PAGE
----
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Facts and figures

What we do

  • Acorns provides babies, children and young people aged 0 – 18 years who have life limiting or life threatening conditions and associated complex needs with a network of specialist palliative nursing care and support.
  • Eligibility for children is based on the four categories of life limiting or life threatening conditions as established by Together for Short Lives:
    • Conditions where curative treatment may fail
    • Conditions where premature death is inevitable
    • Progressive conditions without curative options
    • Irreversible conditions causing severe disability

Full details are in endnote[i].

Please do not use the phrases ‘terminally ill’ or ‘will not reach adulthood’

  • A holistic service meets the needs of both the children and young people and their families, including the bereaved. This includes short break provision; emergency and end of life care; therapeutic and psychosocial support; sibling services; and family support.
  • Acorns serves the areas of Birmingham, Coventry & Warwickshire, Walsall, Sandwell, Dudley, Wolverhampton, Worcestershire, Herefordshire, Gloucestershire, Staffordshire and Shropshire

The children and families we support

  • Last year[ii], Acorns supported 876 children and more than 1097 families, including those who are bereaved:
  • Acorns is currently supporting:
    • Over 270 children and around 360 families at Acorns in Birmingham[iii]
    • Over 230 children and over 290 families at Acorns in the Black Country[iv]
    • Over 220 children and more than 290 families at Acorns for the Three Counties[v]
  • An estimated 2,000 plus children in our catchment area meet our criteria (including those we are currently supporting)[vi]
  • On average, every month, seven of the children Acorns cares for will die[vii]
  • 39% of the children and families at Acorns are from BAME (Black, Asian Minority Ethnic) backgrounds
  • Around 3% of families Acorns supports have more than one child in the care of Acorns
  • 3% of the children Acorns cares for have cancer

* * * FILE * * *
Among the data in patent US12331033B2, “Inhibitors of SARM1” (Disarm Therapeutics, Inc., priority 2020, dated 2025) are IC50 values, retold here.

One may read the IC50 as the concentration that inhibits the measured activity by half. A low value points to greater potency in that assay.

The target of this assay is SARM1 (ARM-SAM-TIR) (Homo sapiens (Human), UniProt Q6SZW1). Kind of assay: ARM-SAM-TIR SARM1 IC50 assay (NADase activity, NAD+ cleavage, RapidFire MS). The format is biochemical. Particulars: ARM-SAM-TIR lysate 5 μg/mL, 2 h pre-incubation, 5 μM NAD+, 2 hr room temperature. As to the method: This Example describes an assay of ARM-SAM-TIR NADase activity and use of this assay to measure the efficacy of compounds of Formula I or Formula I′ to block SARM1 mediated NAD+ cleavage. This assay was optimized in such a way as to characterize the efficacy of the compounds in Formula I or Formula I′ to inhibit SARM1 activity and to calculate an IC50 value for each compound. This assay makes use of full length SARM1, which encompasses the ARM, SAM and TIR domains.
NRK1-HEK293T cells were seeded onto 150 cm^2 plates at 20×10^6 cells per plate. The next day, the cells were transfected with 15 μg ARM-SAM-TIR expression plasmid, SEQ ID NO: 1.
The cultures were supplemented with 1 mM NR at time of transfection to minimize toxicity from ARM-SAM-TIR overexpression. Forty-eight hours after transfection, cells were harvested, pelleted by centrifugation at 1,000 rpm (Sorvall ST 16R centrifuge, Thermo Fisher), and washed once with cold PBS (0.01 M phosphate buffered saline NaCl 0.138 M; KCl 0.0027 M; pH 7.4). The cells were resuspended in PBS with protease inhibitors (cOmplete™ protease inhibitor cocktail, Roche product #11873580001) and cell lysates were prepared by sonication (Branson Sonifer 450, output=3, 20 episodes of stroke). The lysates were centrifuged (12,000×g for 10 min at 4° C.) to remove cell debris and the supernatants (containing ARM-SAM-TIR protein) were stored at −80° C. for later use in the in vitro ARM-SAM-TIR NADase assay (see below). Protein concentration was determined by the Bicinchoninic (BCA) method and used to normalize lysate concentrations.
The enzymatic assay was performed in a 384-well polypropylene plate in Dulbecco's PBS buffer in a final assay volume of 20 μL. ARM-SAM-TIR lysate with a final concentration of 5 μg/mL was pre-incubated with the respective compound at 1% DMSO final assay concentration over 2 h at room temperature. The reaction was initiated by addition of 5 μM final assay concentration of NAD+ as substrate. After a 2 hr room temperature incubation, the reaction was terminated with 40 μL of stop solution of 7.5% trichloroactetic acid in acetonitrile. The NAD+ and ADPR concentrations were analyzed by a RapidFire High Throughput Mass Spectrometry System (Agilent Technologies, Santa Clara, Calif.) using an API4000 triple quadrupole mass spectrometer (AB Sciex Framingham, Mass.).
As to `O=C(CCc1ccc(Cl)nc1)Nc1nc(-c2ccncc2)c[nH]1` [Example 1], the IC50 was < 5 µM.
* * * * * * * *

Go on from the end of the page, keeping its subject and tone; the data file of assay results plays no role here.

Our facilities & services

Acorns undertakes a full holistic assessment, working with the family we are able to determine the outcomes they need to achieve for them and their child; and  support is then delivered in response to the individual needs of a child and their family. A package of care is tailored for each individual child which includes their medical, emotional, cultural, religious and spiritual needs. This package can be provided in the hospice, a family’s home or elsewhere in the community.

The hospices

  • Acorns has three children’s hospices:
    • Acorns in Birmingham (located in Selly Oak) opened in 1988 (the third children’s hospice in the world at the time)
    • Acorns in the Black Country (located in Walsall) opened in 1999
    • Acorns for the Three Counties (located in Worcester) opened in 2005
  • The hospices are purpose built with ten specially decorated bedrooms designed to cater for children and young people from birth to 18 years of age. They are designed to be a home-from-home environment to help children enjoy their stay and make the most of every day
  • On site hospice facilities include hydrotherapy pools and spas, multisensory rooms, complementary therapies, play and activity areas with up-to-date IT equipment and landscaped gardens
  • Special adolescent wings ensure privacy and a managed level of independence for older children.
  • Separate on-site accommodation for families allows them to stay with their child if they wish.
  • The hospices have ‘special bedrooms’ in a separate area within the building where children can stay after they have died until their funeral.

 Acorns services

  • On acceptance to Acorns every family will receive an assessment of their needs. This will be undertaken by a professional who has a health or social care background.  They will work with the family to determine the services that will best meet their needs at the current time and agree a plan of care and support that may include: psychosocial support, advocacy, short breaks in the hospice or at home, sibling support and a range of support groups for all members of the family. End of life care and bereavement support will be available whenever is it needed and all families will have access to emergency support via the hospices 24 hours a day.
  • Each hospice has a team comprising:
    • Registered children’s nurses
    • Health care assistants (HCAs)
    • Physiotherapists
    • G.P. (supported by the Acorns Paediatric Consultant )
    • Family team workers
    • Volunteer coordinators
    • Adolescent workers
    • Transition workers
    • Sibling workers
    • Administrative, housekeeping and kitchen team
    • Trained volunteers
  • Care is provided during a hospice stay (whether this is a planned short break, emergency or end of life care) including:
    • Personal care
    • Medical support
    • Symptom management
    • Pain control
    • Physiotherapy including hydrotherapy
    • Complementary therapies
    • Play and activities including creative sessions/workshops such as art and craft, music, drama, puppet shows and dance
    • Access to IT equipment, toys, books, CDs and DVDs
  • An outreach team of nurses and volunteers is also able to offer support to families within their home.